Tuesday, December 12, 2006

The old ways

I have recently watched Frontier House and Colonial House on DVD, courtesy of NetFlix and PBS. They were fun shows and very interesting to watch all around. There are some things that still bug me though.

The Women's Hair I keep thinking about the women's hair on these series. The women all complained about how dirty their hair was, but did not cover their hair at all, which is not only modest, but protects hair from dirt, dust, and sun, allowing for less frequent washing. Finally, there was a reason that women wore their hair up....it meant less brushing snarling etc. I understand the whole time consideration, but longer hair can be rebraided in five minutes. The big issue was that these women really had 21st century short hairstyles, that are much more difficult to maintain.

Unprepared These folks were totally unprepared for the rigor, but I think that the show selected for this. In real life, I do think that the folks of the time were more self-sufficient in terms of basic handskills, and more interlaced in terms of societal support. Both of those were not reflected at all.

The Food and Cooking I could not get over the women complaining about having to cook 3 meals a day. Actually, I could not get over their cooking 3 meals. Why not put a stew on that could be meals for the whole day? The stew can be left on the fire to cook for the day, and provide the meals for the whole day. New additions to it through the day keep it interesting and allow the women to do other things. Of course, I was not there, but it just seems logical to me to do....

In the same thread of the old ways, the Rock and I have been looking at ways to increase our cash flow, and one of those is to put in a bigger garden next year. The idea is that by spending less on produce at the market, that we will have more for the things we can't provide ourselves. And an extension of that is to plant some fiber plants and some dye plants.

I have talked about the dye plants a bit already, and I also gave the Rock a list of seeds that I would like to get for the garden that he can put under the Christmas tree. Among them are woad and weld and I think Lady's bedstraw. So I think that I will be okay that way.

The fiber plants though, I have some linen seeds from last year, that may germinate, only one way to find out. I also have some unginned cotton that a guildmember gave us as part of a demo to spin cotton from the seed. So I am ginning cotton by hand, which is a long tedious and painful process.

Photobucket - Video and Image Hosting

In the photo, which is pretty bad, coming as it did from my phone, and probably to be replaced by a better photo in the near future, from top left clockwise is the unginned cotton, the cleaned cotton and that gray mass on the bottom is the cotton seeds. They are about the size of my pinky fingernail and covered with cotton (Imagine that!).

To gin the cotton, you pull out a seed and the surrounding cotton from the pile. Using your fingernails, you gently but firmly pull the cotton off from the seed as closely as possible until the seed is clean. Lather, rinse and repeat. Update: I have added a small video clip that DH did of me ginning the last few bolls. I now have a good size bag of acala, which hopefully will germinate.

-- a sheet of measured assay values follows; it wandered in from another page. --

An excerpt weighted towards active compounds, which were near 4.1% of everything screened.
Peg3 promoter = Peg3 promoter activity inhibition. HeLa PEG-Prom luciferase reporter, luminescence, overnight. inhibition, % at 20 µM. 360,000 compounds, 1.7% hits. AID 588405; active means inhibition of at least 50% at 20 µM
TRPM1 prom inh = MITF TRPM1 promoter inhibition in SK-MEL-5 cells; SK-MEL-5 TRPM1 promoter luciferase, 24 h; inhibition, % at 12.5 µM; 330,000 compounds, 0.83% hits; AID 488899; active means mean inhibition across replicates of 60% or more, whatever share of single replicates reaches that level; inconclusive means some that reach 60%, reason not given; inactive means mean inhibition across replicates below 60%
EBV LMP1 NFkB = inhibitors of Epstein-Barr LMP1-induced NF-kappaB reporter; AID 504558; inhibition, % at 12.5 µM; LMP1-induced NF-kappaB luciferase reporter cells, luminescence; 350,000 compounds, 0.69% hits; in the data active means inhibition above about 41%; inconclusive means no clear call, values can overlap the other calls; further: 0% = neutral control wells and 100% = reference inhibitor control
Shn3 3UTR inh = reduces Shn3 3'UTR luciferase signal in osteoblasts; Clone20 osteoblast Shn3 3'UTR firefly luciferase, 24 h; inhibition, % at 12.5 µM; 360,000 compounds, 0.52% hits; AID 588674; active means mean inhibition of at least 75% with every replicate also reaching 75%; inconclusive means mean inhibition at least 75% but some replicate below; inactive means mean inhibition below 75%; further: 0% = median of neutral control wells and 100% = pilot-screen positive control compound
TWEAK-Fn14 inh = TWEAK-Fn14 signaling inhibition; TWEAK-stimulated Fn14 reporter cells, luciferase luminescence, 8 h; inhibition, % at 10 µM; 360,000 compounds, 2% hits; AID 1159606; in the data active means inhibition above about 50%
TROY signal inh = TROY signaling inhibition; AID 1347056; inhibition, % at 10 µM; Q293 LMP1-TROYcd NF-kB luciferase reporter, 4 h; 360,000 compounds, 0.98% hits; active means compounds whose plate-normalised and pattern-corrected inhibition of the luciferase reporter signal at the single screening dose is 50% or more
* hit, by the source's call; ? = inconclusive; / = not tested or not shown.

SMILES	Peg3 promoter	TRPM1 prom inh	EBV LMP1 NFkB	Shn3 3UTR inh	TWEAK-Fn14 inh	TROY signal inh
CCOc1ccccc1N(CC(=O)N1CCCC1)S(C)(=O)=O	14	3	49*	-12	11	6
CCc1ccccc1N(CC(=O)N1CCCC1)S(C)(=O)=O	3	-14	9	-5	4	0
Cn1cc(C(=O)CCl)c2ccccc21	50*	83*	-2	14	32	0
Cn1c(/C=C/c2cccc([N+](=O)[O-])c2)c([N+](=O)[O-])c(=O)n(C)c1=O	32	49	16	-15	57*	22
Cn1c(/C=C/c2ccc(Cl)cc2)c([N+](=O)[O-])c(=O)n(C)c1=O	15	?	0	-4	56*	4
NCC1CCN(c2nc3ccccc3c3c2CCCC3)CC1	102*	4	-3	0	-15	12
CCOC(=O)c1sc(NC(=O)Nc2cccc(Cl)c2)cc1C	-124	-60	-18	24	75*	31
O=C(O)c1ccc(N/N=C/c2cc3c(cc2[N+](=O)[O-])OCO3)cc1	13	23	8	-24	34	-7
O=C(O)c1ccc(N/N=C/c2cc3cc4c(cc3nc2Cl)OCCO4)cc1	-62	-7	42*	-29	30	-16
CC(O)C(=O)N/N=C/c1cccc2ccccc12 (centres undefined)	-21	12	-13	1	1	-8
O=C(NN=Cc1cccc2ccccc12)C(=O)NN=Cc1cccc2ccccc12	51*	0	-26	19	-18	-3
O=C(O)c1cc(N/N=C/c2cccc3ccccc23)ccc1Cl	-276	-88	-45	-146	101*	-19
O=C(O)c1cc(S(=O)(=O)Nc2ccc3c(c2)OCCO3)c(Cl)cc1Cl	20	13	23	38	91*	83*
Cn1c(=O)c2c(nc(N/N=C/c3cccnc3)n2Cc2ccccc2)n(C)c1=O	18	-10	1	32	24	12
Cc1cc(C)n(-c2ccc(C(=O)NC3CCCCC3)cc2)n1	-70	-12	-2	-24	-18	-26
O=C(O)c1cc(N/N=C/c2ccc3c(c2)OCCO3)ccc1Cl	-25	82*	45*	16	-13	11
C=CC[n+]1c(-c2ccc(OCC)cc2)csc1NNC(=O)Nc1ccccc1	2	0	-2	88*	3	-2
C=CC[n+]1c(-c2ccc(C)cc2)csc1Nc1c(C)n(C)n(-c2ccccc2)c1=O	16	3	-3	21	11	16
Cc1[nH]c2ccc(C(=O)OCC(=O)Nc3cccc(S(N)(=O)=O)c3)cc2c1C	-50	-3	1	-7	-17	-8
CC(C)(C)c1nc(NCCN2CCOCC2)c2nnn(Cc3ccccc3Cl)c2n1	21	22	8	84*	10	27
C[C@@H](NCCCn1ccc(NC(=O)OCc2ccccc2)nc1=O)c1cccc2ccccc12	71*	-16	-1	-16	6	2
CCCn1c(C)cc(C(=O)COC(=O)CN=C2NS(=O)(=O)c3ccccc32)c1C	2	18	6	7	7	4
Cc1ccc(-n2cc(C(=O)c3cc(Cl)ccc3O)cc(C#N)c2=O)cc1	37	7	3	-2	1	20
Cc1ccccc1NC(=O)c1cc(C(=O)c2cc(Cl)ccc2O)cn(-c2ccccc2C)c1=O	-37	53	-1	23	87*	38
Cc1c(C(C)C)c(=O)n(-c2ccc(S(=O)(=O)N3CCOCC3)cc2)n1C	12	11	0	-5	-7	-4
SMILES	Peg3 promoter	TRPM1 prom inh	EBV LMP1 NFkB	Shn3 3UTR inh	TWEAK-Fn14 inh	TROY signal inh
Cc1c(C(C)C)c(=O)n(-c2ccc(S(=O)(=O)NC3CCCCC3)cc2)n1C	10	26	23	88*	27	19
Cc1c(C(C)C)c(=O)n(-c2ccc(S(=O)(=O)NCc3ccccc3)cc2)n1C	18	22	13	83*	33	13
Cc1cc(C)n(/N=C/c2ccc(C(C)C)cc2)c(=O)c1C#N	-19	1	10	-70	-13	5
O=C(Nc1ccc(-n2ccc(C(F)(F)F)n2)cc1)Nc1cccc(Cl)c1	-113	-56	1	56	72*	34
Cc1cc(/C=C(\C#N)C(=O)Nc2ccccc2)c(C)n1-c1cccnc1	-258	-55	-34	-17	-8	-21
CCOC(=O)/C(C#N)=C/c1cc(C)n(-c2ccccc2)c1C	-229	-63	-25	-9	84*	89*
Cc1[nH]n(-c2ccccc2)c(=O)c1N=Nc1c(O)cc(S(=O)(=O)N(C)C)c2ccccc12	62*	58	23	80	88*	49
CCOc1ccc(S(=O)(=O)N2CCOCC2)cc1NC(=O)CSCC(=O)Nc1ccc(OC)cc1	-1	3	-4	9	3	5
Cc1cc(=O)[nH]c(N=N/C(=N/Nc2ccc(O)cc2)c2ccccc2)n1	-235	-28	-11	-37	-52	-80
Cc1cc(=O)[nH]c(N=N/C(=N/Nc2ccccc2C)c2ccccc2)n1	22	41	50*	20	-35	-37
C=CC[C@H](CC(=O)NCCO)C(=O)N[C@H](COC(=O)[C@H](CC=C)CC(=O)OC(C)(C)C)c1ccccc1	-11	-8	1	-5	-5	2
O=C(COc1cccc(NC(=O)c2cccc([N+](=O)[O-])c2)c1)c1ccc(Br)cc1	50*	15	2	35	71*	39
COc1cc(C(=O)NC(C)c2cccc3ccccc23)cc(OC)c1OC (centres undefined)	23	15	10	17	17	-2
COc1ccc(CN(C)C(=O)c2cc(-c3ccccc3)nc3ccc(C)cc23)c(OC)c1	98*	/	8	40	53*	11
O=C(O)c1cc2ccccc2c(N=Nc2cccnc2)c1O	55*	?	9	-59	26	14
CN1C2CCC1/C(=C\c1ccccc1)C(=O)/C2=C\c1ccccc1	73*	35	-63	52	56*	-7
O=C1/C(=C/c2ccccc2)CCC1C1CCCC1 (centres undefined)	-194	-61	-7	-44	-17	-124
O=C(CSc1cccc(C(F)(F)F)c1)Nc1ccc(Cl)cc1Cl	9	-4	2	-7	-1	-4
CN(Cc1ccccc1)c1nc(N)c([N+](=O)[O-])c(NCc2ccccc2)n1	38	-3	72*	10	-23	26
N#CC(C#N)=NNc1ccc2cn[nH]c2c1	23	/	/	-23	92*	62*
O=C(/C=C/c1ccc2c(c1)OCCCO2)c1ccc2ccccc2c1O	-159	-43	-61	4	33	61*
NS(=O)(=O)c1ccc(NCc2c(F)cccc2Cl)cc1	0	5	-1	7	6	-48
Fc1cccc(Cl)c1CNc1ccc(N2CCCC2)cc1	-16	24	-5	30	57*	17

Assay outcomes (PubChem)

The thing that I was totally not prepared for is that after awhile, my fingers got sore and tender, like you've either folded the fingernail back or slammed it in a car door, but just the tip.

So this got me to thinking about how in American History, they always talk about the importance of the cotton gin. So I did a little research and found that the cotton gin is in fact thought to have increased the need and brutality of slavery to feed the gins. I just could not imagine sitting and pulling cotton off of seeds for weeks and weeks as part of preparing to spin. I would love to see how much cotton was produced in the US prior to the invention of the cotton gin, to get an idea of how many people needed to handgin cotton.

Another way to gin cotton that I have heard of is to run the cotton bolls through a pasta machine like one might use to gin small amounts of cotton. Depending on how my cotton crop goes next year, I may have to get one.

Finally, I have about 2 dozen Pima cotton seeds, and way more Acala cotton seeds, not counting the pile in the photo of unginned cotton. Now I want to get some Natural colored cotton, but check this out. This is the power of the [racist] cotton grower's associations in protecting their WHITE [read pure] cotton from the [implied insidious and evil] COLORED cotton. They have managed somehow to prevent me from planting or even acquiring colored cotton in the State of California.

But I am not to be deterred. I will probably ask someone to host my seeds and then send them on to me here in California, after being repackaged in their state. It's a good thing that I am not a vengeful, vindictive type, or I would buy like 3 metric tons and spread it through the big cotton fields in Southern California. That would show them.

Of course, it might also raise the price of cotton, which would be bad on so many levels, especially for someone like me in need of clothes, but not having lots of money to spend on them.
Update: I was able to get some natural brown cotton from ebay with seeds, now for the green!


Bezzie said...

I love you for your cotton complex. I don't run into many fiberists that enjoy working with cotton.

Although I've never seen any of those PBS shows, I've seen clips. What a dream! My Canadian potato commune will be very similar.

Ceallach said...

Yeah for complexes.

I would so be a part of your Canadian potato commune, if I can grow cotton!